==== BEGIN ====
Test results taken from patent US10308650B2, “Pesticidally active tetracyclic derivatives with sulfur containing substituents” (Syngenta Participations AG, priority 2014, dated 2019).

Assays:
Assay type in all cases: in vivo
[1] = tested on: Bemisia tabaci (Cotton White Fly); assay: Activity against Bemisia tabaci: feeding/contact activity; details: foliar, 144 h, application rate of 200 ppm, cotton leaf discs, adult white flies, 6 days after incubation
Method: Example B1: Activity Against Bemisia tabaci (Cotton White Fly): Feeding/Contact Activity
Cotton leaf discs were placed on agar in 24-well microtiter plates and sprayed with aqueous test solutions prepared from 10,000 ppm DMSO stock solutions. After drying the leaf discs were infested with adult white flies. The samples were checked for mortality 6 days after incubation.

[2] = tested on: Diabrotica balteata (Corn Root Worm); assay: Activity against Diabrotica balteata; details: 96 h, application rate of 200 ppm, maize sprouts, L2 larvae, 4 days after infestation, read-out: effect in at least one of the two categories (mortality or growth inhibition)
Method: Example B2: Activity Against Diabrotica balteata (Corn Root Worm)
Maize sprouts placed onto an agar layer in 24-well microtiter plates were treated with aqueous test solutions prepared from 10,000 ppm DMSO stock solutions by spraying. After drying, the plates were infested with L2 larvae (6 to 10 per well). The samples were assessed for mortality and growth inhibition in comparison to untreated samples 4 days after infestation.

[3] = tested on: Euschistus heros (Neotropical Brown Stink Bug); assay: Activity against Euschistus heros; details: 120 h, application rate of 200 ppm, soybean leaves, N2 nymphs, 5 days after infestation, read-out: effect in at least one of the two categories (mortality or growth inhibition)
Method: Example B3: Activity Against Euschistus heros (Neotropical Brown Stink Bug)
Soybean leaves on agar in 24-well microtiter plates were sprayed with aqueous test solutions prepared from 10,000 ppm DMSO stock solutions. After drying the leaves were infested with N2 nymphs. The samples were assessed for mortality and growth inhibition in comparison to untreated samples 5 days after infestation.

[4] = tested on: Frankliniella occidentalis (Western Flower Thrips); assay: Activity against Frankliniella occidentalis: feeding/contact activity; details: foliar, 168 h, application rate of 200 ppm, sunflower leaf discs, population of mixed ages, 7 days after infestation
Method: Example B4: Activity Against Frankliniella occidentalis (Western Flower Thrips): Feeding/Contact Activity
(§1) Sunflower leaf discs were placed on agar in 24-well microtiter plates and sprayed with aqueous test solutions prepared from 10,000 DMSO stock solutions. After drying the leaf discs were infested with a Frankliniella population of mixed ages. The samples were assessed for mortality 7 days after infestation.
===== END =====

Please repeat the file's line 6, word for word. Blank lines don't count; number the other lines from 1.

Cotton leaf discs were placed on agar in 24-well microtiter plates and sprayed with aqueous test solutions prepared from 10,000 ppm DMSO stock solutions. After drying the leaf discs were infested with adult white flies. The samples were checked for mortality 6 days after incubation.